Cooking Oils and Smoke Points: What to Know and How to Choose the Right Cooking Oil - 2019 - MasterClass

I’d been looking for a quick reference for the smoke points of various cooking oils. I tend to use EVOO for everything, or Avocado Oil for higher-temp frying, or as an alternative to Coconut Oil (which is high in saturated fat).

In fact, in addition to containing the useful table below, this article points out that, as a rule of thumb, oils which are solid at room temperature (coconut oil, and, oh, I don’t know, butter) tend to be higher in sat fat, and should therefore be used sparingly.

I mean, butter also has a super-low smoke point, but it’s pretty much irreplaceable in the dishes that call for it (most baking, for example). At least in this amateur cook’s opinion.

Oil Smoke Point °F Smoke Point °C
Refined Avocado Oil 520°F 270°C
Safflower Oil 510°F 265°C
Rice Bran Oil 490°F 254°C
Refined or Light Olive Oil 465°F 240°C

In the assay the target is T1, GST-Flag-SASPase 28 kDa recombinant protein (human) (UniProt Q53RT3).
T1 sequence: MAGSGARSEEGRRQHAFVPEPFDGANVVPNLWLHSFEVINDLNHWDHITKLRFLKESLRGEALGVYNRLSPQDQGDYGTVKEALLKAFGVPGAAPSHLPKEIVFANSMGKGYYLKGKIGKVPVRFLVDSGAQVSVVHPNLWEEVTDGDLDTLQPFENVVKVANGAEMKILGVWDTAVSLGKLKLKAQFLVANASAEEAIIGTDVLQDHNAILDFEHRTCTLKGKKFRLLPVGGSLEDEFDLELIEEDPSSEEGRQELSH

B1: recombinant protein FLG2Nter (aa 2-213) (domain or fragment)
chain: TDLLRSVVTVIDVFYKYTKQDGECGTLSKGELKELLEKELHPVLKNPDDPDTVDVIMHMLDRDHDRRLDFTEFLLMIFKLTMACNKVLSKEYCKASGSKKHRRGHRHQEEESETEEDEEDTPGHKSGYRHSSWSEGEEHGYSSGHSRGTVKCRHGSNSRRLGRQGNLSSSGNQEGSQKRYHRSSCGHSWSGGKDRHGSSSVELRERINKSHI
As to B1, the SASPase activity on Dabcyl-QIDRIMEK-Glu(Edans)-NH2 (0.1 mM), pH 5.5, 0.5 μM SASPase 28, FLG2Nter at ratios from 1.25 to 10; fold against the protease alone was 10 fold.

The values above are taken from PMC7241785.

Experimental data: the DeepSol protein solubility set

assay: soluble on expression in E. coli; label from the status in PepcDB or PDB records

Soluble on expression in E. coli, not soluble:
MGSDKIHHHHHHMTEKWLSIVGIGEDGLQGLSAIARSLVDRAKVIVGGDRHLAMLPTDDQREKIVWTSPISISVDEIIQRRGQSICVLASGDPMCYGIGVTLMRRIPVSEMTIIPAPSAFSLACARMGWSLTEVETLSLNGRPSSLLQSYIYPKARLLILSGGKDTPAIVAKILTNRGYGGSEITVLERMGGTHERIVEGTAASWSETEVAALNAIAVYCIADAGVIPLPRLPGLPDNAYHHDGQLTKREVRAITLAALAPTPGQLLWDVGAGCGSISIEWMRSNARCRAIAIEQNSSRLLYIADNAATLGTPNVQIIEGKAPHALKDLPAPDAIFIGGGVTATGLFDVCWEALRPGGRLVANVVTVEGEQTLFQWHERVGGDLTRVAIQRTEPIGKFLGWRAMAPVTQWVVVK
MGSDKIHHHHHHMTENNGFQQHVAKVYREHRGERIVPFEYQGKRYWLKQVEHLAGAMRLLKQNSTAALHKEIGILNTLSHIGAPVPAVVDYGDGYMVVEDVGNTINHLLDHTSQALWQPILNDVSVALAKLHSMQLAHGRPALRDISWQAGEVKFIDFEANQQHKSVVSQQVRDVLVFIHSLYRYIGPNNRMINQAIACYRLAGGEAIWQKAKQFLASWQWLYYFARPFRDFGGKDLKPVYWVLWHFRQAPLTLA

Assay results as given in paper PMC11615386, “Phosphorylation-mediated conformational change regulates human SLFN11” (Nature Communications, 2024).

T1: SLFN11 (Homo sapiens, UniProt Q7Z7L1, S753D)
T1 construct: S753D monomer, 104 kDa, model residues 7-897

Soybean Oil 450°F 232°C
Peanut Oil 450°F 232°C
Ghee or Clarified Butter 450°F 232°C
Corn Oil 450°F 232°C
Refined Coconut Oil 450°F 232°C
Safflower Oil 440°F 227°C
Refined Sesame Oil 410°F 210°C
Vegetable Oil 400-450°F 204-232°C
Beef Tallow 400°F 204°C
Canola Oil 400°F 204°C
Grapeseed Oil 390°F 199°C
Unrefined or Virgin Avocado Oil 375°F 190°C
Pork Fat or Lard 370°F 188°C
Chicken Fat or Schmaltz 375°F 190°C
Duck Fat 375°F 190°C
Vegetable Shortening 360°F 182°C
Unrefined Sesame Oil 350°F 177°C
Extra Virgin or Unrefined Coconut Oil 350°F 177°C
Extra Virgin Olive Oil 325-375°F 163-190°C
Butter 302°F 150°C